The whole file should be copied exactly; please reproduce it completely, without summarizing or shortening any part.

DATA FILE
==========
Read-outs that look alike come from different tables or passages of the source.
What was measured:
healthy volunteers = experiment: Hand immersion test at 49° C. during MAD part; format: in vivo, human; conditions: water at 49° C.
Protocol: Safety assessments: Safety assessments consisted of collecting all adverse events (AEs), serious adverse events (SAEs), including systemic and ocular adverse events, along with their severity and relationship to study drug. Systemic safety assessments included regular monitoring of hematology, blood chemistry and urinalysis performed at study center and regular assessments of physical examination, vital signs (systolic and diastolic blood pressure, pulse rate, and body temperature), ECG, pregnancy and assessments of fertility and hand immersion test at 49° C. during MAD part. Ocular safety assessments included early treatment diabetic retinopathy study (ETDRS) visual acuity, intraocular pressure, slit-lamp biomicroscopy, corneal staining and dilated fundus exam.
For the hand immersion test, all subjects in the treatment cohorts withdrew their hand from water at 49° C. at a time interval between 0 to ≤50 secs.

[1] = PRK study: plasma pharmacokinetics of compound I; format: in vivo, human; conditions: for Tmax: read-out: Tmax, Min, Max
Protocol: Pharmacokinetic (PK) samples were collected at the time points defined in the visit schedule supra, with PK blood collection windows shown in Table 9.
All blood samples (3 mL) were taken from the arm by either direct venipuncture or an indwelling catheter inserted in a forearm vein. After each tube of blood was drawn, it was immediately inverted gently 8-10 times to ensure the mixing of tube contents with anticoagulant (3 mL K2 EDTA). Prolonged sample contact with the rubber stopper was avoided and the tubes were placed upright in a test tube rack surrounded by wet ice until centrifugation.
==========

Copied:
Read-outs that look alike come from different tables or passages of the source.
What was measured:
healthy volunteers = experiment: Hand immersion test at 49° C. during MAD part; format: in vivo, human; conditions: water at 49° C.
Protocol: Safety assessments: Safety assessments consisted of collecting all adverse events (AEs), serious adverse events (SAEs), including systemic and ocular adverse events, along with their severity and relationship to study drug. Systemic safety assessments included regular monitoring of hematology, blood chemistry and urinalysis performed at study center and regular assessments of physical examination, vital signs (systolic and diastolic blood pressure, pulse rate, and body temperature), ECG, pregnancy and assessments of fertility and hand immersion test at 49° C. during MAD part. Ocular safety assessments included early treatment diabetic retinopathy study (ETDRS) visual acuity, intraocular pressure, slit-lamp biomicroscopy, corneal staining and dilated fundus exam.
For the hand immersion test, all subjects in the treatment cohorts withdrew their hand from water at 49° C. at a time interval between 0 to ≤50 secs.

[1] = PRK study: plasma pharmacokinetics of compound I; format: in vivo, human; conditions: for Tmax: read-out: Tmax, Min, Max
Protocol: Pharmacokinetic (PK) samples were collected at the time points defined in the visit schedule supra, with PK blood collection windows shown in Table 9.
All blood samples (3 mL) were taken from the arm by either direct venipuncture or an indwelling catheter inserted in a forearm vein. After each tube of blood was drawn, it was immediately inverted gently 8-10 times to ensure the mixing of tube contents with anticoagulant (3 mL K2 EDTA). Prolonged sample contact with the rubber stopper was avoided and the tubes were placed upright in a test tube rack surrounded by wet ice until centrifugation.